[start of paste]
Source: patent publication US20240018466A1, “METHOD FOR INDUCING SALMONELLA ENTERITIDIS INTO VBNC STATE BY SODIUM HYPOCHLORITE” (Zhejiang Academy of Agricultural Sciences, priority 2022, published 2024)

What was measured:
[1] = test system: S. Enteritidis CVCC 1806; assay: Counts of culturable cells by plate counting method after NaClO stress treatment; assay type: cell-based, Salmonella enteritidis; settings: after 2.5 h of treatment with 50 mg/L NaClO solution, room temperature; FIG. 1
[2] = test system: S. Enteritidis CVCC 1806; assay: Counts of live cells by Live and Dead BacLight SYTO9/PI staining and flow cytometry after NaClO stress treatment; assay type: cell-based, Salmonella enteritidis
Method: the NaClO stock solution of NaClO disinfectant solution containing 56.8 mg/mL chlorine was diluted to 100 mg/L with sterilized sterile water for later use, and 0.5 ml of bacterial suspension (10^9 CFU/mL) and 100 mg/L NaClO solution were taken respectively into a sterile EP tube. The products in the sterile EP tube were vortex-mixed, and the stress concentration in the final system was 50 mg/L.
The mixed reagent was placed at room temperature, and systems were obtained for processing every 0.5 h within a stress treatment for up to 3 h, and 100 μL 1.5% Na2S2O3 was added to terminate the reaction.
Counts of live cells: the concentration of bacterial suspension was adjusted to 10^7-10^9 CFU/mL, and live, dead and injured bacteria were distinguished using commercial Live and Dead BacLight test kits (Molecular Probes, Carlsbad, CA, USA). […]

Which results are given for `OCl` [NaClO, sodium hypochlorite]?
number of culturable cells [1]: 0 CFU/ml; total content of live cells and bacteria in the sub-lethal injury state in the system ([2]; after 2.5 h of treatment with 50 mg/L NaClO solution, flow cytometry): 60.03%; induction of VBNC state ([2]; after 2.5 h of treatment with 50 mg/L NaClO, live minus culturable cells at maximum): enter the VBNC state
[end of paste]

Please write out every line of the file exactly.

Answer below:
Source: patent publication US20240018466A1, “METHOD FOR INDUCING SALMONELLA ENTERITIDIS INTO VBNC STATE BY SODIUM HYPOCHLORITE” (Zhejiang Academy of Agricultural Sciences, priority 2022, published 2024)

What was measured:
[1] = test system: S. Enteritidis CVCC 1806; assay: Counts of culturable cells by plate counting method after NaClO stress treatment; assay type: cell-based, Salmonella enteritidis; settings: after 2.5 h of treatment with 50 mg/L NaClO solution, room temperature; FIG. 1
[2] = test system: S. Enteritidis CVCC 1806; assay: Counts of live cells by Live and Dead BacLight SYTO9/PI staining and flow cytometry after NaClO stress treatment; assay type: cell-based, Salmonella enteritidis
Method: the NaClO stock solution of NaClO disinfectant solution containing 56.8 mg/mL chlorine was diluted to 100 mg/L with sterilized sterile water for later use, and 0.5 ml of bacterial suspension (10^9 CFU/mL) and 100 mg/L NaClO solution were taken respectively into a sterile EP tube. The products in the sterile EP tube were vortex-mixed, and the stress concentration in the final system was 50 mg/L.
The mixed reagent was placed at room temperature, and systems were obtained for processing every 0.5 h within a stress treatment for up to 3 h, and 100 μL 1.5% Na2S2O3 was added to terminate the reaction.
Counts of live cells: the concentration of bacterial suspension was adjusted to 10^7-10^9 CFU/mL, and live, dead and injured bacteria were distinguished using commercial Live and Dead BacLight test kits (Molecular Probes, Carlsbad, CA, USA). […]

Which results are given for `OCl` [NaClO, sodium hypochlorite]?
number of culturable cells [1]: 0 CFU/ml; total content of live cells and bacteria in the sub-lethal injury state in the system ([2]; after 2.5 h of treatment with 50 mg/L NaClO solution, flow cytometry): 60.03%; induction of VBNC state ([2]; after 2.5 h of treatment with 50 mg/L NaClO, live minus culturable cells at maximum): enter the VBNC state